The combined effect of the global financial shock, an emergency spending package on the order of 1 percent of gross domestic product to combat the public health crisis, and the forecast of a 10 percent fall in economic output spurred the Argentine negotiating team to drive a harder bargain with creditors, asking to reduce the interest rate on outstanding bonds from 7 to 2.3 percent and proposing a three-year standstill on payments. The major creditor groups have, to this point, rejected the government’s bargaining positions — even as other countries are financing their debts at record low, near or below zero rates.

Domestic politics could matter. A lot.

If, as seems likely, Argentina misses its upcoming debt payments and falls into another default, the political price for the government could be steep. Recent polling data finds a majority of average Argentines still support repaying the country’s debt. While a government refusing to repay debt is hard on its creditors, the public at large also suffers economically. For example, sovereign defaults weaken the value of a country’s currency, and therefore push up the prices that consumers pay for many products. A majority of voters in Argentina acknowledge that default is economically costly. Creditor groups may be betting that the government’s unpopular position on the debt issue will force the negotiators to accede to restructuring terms that are closer to what the creditors want.

But as our research has found, opinions on default are strongly tied to partisan attachments. We surveyed average Argentines in summer 2015, when the country was refusing to pay holdout creditors. We surveyed them again in June 2016, after the Macri government had settled the dispute and Argentina resumed borrowing from international capital markets.

Both times, respondents’ partisan affiliations shaped their positions on repayment. Supporters of CFK’s anti-creditor Frente para la Victoria party were about 30 percent and 25 percent more likely than others to support default in the 2015 and 2016 surveys. The gap in partisan attitudes over debt repayment also increased steadily over time — especially as debt repayment attracted more media coverage and voter attention.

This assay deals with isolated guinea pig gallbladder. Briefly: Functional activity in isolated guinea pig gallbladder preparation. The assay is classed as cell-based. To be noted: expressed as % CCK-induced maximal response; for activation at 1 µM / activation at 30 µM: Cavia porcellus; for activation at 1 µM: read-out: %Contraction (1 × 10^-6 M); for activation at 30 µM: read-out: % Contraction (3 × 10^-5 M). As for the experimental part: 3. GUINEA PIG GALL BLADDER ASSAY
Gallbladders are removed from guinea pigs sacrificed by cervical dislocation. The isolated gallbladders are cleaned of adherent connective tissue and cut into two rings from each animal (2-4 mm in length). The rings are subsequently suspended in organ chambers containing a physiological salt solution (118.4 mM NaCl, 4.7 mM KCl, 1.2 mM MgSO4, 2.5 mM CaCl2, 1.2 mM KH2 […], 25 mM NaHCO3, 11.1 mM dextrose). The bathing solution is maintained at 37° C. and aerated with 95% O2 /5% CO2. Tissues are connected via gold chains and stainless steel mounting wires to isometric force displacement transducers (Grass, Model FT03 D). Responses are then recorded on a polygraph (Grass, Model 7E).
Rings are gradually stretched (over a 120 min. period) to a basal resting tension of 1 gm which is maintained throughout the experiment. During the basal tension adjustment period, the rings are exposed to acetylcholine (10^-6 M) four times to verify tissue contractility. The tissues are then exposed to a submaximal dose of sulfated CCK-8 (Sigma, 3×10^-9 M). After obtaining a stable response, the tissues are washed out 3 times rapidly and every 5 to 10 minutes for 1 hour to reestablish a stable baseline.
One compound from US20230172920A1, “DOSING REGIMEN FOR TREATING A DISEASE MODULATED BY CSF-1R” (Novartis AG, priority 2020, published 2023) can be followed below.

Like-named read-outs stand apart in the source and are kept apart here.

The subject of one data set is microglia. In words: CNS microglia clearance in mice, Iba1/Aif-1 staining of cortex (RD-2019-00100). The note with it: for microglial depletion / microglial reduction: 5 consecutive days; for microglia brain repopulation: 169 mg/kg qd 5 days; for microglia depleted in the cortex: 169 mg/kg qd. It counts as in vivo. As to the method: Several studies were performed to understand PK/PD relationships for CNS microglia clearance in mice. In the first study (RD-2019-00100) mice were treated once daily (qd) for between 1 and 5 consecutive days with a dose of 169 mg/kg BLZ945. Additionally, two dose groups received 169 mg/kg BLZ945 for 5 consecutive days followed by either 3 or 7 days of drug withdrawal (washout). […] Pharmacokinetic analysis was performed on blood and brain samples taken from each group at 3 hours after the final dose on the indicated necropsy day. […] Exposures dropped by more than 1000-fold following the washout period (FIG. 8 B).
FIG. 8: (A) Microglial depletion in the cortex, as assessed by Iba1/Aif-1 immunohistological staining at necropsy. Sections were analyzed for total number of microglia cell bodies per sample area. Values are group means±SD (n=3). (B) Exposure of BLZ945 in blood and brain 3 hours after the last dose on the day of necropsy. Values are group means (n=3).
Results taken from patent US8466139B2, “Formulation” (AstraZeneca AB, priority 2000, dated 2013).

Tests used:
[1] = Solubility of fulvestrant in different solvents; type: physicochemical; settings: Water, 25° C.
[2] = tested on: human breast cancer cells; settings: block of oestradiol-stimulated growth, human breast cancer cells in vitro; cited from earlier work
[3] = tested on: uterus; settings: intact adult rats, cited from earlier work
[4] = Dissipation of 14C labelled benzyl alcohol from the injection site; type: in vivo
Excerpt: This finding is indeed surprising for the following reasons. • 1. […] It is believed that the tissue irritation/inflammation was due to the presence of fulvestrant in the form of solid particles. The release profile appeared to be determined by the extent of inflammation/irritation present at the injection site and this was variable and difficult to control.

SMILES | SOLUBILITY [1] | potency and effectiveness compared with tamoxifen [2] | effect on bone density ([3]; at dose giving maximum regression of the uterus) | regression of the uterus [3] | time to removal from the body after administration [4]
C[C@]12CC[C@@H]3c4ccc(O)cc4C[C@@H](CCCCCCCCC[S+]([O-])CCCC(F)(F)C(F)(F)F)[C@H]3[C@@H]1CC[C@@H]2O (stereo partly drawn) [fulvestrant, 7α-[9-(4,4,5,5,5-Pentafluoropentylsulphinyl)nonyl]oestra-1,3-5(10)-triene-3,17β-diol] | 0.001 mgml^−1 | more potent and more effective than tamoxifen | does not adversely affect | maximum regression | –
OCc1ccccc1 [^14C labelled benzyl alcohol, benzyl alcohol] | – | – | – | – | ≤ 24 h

Today, surveys show that partisanship still shapes Argentines’ attitudes toward repayment. As the lockdown in Argentina eases and the debt issue becomes more widely discussed, the partisan gap will likely widen. Supporters of the Fernández government may follow their co-partisans’ cues and blame the creditors’ unreasonable demands if negotiations break down and the government slides into default.

Bondholders should not bank on anti-default public opinion to help them get a better deal. Partisanship may swamp voters’ concerns about the economic costs of default. Research shows that some electoral democracies such as Argentina have the political will to drive hard bargains with creditors. If an agreement is not reached by June 2, investors may be in for a very long battle with the cash-strapped Fernandez government.

Editors’ note: An earlier version of this post gave the wrong month for the 2019 Argentine election. We regret the error.

Stephen C. Nelson is an associate professor of political science at Northwestern University, and author of “The Currency of Confidence: How Economic Beliefs Shape the IMF’s Relationship with Its Borrowers” (Cornell University Press, 2017).

David A. Steinberg is an associate professor of international political economy at Johns Hopkins University’s School of Advanced International Studies, and author of “Demanding Devaluation: Exchange Rate Politics in the Developing World” (Cornell University Press, 2015).